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Common Learning

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Author Info

  • Martin W. Cripps
  • Jeffrey C. Ely
  • George J. Mailath
  • Larry Samuelson

Abstract

Consider two agents who learn the value of an unknown parameter by observing a sequence of private signals. The signals are independent and identically distributed across time but not necessarily across agents. We show that that when each agent's signal space is finite, the agents will commonly learn its value, i.e., that the true value of the parameter will become approximate common-knowledge. In contrast, if the agents' observations come from a countably infinite signal space, then this contraction mapping property fails. We show by example that common learning can fail in this case.

(This abstract was borrowed from another version of this item.)

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Bibliographic Info

Paper provided by UCLA Department of Economics in its series Levine's Bibliography with number 321307000000000355.

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Date of creation: 02 Sep 2006
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Handle: RePEc:cla:levrem:321307000000000355

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References

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  1. Daron Acemoglu & Victor Chernozhukov & Muhamet Yildiz, 2006. "Learning and Disagreement in an Uncertain World," NBER Working Papers 12648, National Bureau of Economic Research, Inc.
  2. Rubinstein, Ariel, 1989. "The Electronic Mail Game: Strategic Behavior under "Almost Common Knowledge."," American Economic Review, American Economic Association, vol. 79(3), pages 385-91, June.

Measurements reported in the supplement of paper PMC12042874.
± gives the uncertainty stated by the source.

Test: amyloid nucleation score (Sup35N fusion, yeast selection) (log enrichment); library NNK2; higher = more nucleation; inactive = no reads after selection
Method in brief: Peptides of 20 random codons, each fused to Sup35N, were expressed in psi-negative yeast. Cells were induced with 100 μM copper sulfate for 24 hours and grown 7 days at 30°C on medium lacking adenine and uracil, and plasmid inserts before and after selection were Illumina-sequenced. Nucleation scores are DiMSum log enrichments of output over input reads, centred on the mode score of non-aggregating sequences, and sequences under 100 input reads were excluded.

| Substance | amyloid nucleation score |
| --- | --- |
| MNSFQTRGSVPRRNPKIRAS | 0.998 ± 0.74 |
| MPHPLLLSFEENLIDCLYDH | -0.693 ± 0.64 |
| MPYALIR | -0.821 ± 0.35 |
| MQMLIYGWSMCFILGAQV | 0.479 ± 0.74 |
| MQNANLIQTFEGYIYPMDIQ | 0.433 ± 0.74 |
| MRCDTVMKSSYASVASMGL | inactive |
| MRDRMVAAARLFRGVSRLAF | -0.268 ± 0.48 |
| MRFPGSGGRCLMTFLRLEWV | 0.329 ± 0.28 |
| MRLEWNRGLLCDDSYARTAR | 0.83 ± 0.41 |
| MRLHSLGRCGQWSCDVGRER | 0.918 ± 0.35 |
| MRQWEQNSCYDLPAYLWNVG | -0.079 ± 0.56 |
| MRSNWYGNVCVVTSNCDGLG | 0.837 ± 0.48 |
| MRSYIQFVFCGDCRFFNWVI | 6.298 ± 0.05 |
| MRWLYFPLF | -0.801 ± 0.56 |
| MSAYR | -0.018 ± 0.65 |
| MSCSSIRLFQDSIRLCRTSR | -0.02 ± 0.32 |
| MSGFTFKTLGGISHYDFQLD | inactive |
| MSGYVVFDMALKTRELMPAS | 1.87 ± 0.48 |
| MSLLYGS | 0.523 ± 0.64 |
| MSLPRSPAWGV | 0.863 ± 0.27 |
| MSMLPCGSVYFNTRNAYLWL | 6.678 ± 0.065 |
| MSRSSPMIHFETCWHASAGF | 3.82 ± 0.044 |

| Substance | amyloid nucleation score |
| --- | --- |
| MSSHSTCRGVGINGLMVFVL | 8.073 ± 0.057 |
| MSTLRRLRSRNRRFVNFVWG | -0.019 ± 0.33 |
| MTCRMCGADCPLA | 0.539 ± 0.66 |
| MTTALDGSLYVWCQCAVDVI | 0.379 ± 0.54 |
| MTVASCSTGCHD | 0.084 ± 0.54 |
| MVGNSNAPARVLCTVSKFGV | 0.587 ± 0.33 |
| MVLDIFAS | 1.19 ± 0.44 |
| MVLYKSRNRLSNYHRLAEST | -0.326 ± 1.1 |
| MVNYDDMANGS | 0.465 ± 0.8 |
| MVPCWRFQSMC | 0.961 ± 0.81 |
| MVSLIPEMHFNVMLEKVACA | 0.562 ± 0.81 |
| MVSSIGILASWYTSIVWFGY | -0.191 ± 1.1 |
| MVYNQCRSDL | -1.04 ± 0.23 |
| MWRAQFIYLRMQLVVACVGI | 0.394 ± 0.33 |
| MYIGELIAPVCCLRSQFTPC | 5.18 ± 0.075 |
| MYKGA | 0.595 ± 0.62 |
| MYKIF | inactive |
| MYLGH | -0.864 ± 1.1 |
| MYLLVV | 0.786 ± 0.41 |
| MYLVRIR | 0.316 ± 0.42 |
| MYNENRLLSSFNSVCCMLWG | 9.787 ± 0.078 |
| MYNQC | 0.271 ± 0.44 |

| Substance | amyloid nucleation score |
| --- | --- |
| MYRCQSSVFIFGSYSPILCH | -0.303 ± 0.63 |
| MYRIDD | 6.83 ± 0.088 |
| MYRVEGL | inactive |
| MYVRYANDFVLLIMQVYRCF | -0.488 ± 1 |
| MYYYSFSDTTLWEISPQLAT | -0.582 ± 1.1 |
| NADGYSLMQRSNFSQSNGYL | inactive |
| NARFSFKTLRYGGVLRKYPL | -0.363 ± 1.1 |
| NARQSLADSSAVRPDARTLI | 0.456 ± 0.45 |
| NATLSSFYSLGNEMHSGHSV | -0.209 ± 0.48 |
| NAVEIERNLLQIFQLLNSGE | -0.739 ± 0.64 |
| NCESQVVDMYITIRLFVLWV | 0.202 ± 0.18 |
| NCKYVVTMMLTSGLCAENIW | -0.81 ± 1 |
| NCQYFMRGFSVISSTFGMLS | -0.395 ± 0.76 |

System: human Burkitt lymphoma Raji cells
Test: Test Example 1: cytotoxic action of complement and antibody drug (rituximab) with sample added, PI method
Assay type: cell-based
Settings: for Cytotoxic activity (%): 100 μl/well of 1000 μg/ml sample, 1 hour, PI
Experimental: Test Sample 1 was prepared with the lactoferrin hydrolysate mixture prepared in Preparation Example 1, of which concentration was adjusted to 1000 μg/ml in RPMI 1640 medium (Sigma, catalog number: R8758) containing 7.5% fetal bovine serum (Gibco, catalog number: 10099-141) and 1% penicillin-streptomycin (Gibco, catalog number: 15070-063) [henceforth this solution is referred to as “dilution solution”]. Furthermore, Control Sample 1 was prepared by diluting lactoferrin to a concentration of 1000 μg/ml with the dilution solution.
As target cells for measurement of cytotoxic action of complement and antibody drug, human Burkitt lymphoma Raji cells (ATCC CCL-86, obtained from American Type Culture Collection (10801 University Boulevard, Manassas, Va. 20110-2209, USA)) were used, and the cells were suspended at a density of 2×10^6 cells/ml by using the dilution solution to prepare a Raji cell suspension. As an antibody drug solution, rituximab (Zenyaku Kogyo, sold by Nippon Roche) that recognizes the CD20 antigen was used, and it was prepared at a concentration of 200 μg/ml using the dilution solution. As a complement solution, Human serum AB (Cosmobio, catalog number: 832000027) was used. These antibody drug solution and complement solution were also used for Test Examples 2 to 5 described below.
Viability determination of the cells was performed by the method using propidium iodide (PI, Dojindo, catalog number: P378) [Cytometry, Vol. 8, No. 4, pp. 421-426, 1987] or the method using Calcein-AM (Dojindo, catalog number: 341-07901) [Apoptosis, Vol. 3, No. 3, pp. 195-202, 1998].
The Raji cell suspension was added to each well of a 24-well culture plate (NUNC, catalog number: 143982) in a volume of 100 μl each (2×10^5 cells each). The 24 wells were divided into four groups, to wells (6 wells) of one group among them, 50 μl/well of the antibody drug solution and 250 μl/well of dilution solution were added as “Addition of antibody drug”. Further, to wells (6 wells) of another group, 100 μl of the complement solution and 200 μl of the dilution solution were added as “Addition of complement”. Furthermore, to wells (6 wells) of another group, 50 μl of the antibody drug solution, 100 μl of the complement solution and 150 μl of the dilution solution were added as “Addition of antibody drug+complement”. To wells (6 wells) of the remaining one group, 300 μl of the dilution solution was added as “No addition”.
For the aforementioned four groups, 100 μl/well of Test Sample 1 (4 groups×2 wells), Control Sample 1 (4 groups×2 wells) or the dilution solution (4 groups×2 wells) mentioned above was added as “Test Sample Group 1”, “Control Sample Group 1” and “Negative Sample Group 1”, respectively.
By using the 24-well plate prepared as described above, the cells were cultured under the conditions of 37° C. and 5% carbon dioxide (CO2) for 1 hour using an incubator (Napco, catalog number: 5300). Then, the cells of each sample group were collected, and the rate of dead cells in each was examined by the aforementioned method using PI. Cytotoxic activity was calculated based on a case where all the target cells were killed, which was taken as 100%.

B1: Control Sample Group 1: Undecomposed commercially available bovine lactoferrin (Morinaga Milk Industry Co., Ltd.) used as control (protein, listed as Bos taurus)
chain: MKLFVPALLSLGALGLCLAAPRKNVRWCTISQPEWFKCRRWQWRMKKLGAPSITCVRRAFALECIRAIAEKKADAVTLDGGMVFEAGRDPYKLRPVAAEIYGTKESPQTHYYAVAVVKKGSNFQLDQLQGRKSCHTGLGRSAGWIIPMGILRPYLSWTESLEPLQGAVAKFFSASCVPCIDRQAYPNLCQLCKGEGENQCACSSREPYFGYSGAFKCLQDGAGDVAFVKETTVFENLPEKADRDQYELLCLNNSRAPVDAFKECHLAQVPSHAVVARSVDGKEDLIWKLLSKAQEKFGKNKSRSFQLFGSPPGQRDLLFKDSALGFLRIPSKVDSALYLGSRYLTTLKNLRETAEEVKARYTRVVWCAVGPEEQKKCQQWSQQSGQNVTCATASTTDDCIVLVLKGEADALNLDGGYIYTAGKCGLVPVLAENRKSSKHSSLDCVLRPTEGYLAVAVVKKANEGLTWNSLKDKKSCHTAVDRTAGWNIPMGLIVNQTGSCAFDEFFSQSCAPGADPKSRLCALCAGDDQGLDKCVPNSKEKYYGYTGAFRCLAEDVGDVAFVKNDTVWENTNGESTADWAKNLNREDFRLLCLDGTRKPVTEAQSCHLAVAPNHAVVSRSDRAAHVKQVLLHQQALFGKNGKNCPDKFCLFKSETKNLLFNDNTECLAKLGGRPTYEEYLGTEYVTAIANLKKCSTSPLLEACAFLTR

3. Cripps,M.W. & Mailath,G.J. & Samuelson,L., 2004. "Disappearing private reputations in long-run relationships," Working papers 5, Wisconsin Madison - Social Systems.
  4. Thomas Wiseman, 2005. "A Partial Folk Theorem for Games with Unknown Payoff Distributions," Econometrica, Econometric Society, vol. 73(2), pages 629-645, 03.
  5. Carlsson, Hans & van Damme, Eric, 1993. "Global Games and Equilibrium Selection," Econometrica, Econometric Society, vol. 61(5), pages 989-1018, September.
  6. Stephen Morris, 1999. "Approximate common knowledge revisited," International Journal of Game Theory, Springer, vol. 28(3), pages 385-408.
  7. Samet, Dov, 1998. "Iterated Expectations and Common Priors," Games and Economic Behavior, Elsevier, vol. 24(1-2), pages 131-141, July.
  8. Monderer, Dov & Samet, Dov, 1989. "Approximating common knowledge with common beliefs," Games and Economic Behavior, Elsevier, vol. 1(2), pages 170-190, June.
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Cited by:
  1. Daron Acemoglu & Victor Chernozhukov & Muhamet Yildiz, 2007. "Learning and Disagreement in an Uncertain World," Carlo Alberto Notebooks 48, Collegio Carlo Alberto.
  2. Jakub Steiner & Colin Stewart, 2010. "Communication, Timing, and Common Learning," Discussion Papers 1484, Northwestern University, Center for Mathematical Studies in Economics and Management Science.
  3. Amil Dasgupta & Jakub Steiner & Colin Stewart, 2007. "Efficient Dynamic Coordination with Individual Learning," ESE Discussion Papers 175, Edinburgh School of Economics, University of Edinburgh.
  4. Martin Cripps & Jeffrey Ely & George Mailath & Larry Samuelson, 2013. "Common learning with intertemporal dependence," International Journal of Game Theory, Springer, vol. 42(1), pages 55-98, February.
  5. Jakub Steiner & Colin Stewart, 2008. "Communication Can Destroy Common Learning," Working Papers tecipa-330, University of Toronto, Department of Economics.
  6. Wiseman, Thomas, 2009. "Reputation and exogenous private learning," Journal of Economic Theory, Elsevier, vol. 144(3), pages 1352-1357, May.
  7. Chong Huang, 2011. "Coordination and Social Learning," PIER Working Paper Archive 11-021, Penn Institute for Economic Research, Department of Economics, University of Pennsylvania.
  8. Drew Fudenberg & Satoru Takahashi, 2008. "Heterogeneous Beliefs and Local Information in Stochastic Fictitious Play," Levine's Working Paper Archive 122247000000001695, David K. Levine.
  9. Daron Acemoglu & Asuman E. Ozdaglar, 2010. "Opinion Dynamics and Learning in Social Networks," Levine's Working Paper Archive 661465000000000222, David K. Levine.
  10. Dasgupta, Amil & Steiner, Jakub & Stewart, Colin, 2012. "Dynamic coordination with individual learning," Games and Economic Behavior, Elsevier, vol. 74(1), pages 83-101.

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